the alternative fix

james whorton
the clash
photo of whorton

James Whorton is a Professor of Medical History at the University of Washington School of Medicine in Seattle and the author of several books, including Nature Cures: The History of Alternative Medicine in America. He has studied and written extensively about the history of alternative medicine, chronicling the field's ebbs and flows since the 1700s. In this interview, Whorton describes some remarkable similarities between other periods where alternative medicine was very popular and today, and looks at some of the economic and social forces fueling the current boom.

Why do you think so many people are seeking alternative treatments today?

I think there are a whole host of reasons why patients have turned increasingly to alternative medicine in recent years. Part of it is that the allopathic doctors [conventional MDs] have been allotted fewer and fewer minutes per patient visit over the last twenty years and people do want to have more time seeing their practitioners. And alternative doctors do typically give patients quite a bit more time.

They also [tend to] pay more interest to the patient's personal subjective experience of the illness and not be quite so fixated on what the organic pathology is. I think there has been a reaction against science among the baby boomers, growing up with the bomb, seeing the negative things that science can do. We've become very distrustful of science. Especially since the 1960s as the baby boomers came of age and the counterculture movement swept through the country, we became very distrustful of people who claimed to be authorities and the way they might mislead us, whether it was Lyndon Johnson leading us into Vietnam or allopathic doctors saying we're the only people who know how to treat disease. There has been a reaction against the allopathic denial--I don't think it's too strong a word--of the importance of emotional and spiritual factors in illness and in the way people experience their illness. People wanted to go to someone who told them it wasn't just in their head.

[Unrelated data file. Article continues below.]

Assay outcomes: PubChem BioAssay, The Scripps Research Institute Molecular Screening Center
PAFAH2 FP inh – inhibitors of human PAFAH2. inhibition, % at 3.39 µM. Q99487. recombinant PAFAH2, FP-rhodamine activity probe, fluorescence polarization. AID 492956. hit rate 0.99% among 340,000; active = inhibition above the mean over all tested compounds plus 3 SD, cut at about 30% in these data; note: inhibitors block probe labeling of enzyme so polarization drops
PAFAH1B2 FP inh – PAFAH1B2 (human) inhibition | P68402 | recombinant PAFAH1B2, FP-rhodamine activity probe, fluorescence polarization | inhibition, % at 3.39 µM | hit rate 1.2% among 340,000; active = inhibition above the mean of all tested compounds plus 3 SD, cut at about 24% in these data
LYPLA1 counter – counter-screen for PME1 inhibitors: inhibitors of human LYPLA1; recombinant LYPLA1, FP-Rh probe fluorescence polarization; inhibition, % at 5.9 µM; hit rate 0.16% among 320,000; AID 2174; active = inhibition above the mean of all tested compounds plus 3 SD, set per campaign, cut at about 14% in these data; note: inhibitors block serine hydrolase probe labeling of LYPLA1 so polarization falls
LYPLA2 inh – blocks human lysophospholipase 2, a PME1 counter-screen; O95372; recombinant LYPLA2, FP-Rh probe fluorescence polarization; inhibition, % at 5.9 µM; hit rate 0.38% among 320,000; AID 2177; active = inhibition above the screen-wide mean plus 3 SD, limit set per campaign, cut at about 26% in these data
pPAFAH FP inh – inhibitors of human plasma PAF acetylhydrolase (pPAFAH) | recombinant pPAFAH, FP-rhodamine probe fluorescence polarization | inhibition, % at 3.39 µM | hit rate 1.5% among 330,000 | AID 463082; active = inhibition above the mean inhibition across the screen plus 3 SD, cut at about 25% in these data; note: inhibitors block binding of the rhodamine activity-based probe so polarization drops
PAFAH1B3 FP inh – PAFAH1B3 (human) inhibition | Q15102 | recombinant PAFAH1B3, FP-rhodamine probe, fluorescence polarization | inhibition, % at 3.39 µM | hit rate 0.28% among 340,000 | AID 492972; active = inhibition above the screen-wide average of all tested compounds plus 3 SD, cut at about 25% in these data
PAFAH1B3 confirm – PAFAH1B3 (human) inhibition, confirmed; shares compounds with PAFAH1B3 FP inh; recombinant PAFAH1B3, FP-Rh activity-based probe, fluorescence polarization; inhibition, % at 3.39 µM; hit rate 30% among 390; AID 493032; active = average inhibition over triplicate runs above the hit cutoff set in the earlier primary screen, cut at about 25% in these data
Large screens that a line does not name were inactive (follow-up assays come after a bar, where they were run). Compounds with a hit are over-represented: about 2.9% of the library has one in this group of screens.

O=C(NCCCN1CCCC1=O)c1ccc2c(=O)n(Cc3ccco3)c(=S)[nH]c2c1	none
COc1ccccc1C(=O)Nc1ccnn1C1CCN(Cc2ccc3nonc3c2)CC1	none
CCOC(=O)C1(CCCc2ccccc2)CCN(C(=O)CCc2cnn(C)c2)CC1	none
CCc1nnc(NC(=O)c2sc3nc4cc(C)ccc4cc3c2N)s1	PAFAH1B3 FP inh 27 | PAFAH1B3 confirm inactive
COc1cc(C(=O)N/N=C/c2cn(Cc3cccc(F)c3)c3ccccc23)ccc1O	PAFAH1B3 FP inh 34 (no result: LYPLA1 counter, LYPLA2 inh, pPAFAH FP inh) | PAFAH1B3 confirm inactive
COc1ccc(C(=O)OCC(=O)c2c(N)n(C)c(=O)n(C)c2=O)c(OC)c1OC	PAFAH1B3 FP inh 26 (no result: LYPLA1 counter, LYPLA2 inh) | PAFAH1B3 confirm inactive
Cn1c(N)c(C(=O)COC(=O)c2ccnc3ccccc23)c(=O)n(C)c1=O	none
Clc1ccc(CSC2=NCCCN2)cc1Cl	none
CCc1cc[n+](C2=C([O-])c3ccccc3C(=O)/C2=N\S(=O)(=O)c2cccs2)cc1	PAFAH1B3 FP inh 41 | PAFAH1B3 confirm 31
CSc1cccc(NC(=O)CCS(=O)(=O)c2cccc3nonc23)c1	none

I think another big factor has been that in a way allopathic medicine has been spoiled by its success in that most of the doctors trained during the 20th century were trained to deal with trauma and acute infectious disease, and historically acute infections were the big disease problem. If you go back to the beginning of the 20th century the leading causes of death were infectious diseases, pneumonia, tuberculosis, diphtheria, intestinal infections. They succeeded very well; by the middle of the 20th century most infectious diseases were pretty much under control, not so much through the actions of physicians, it was really more through preventive medicine and public health, but certainly with first the sulfa drugs of the 1930s, then the antibiotics in the 1940s … Infections faded into the background as the major type of health problem. And certainly mainstream medicine should be congratulated for that role.

Whether or not homeopathy works, it fulfills a need in a lot of people to not be reduced to physiochemical machines.

The problem was that when that happened, a new disease pattern emerged, one that's dominated by chronic diseases that aren't necessarily curable, that have to be dealt with over a long period of time, have to be managed and that present a lot of difficult emotional challenges to patients. Doctors who were trained to diagnose an infection and select the right antibiotic for it were not as well equipped to deal with patients who were suffering from cancer or diabetes or heart disease and having to deal with these chronic problems for the rest of their lives, and so people became dissatisfied with physicians. …

[Another] one of the major forces supporting alternative medicine historically and I think down to the present is the harshness of some of the allopathic therapies. In the 19th century there was a great deal of uneasiness with the drugs that were prescribed by physicians. One in particular, calomel, a mercury compound that is a very powerful purgative, flushes the bowels very efficiently, and according to allopathic theory at the time, it made sense to give it. Calomel was given to just about everyone and many of the people who took it suffered mercury poisoning as a result. … There were other elements of allopathic therapy that were criticized as well, the dependence on drawing blood, a pint or more at a time, giving drugs to produce vomiting, treating the skin with blistering agents, applying leeches to draw blood, a whole range of therapies that appeared to alternative doctors to be going against the healing efforts of nature.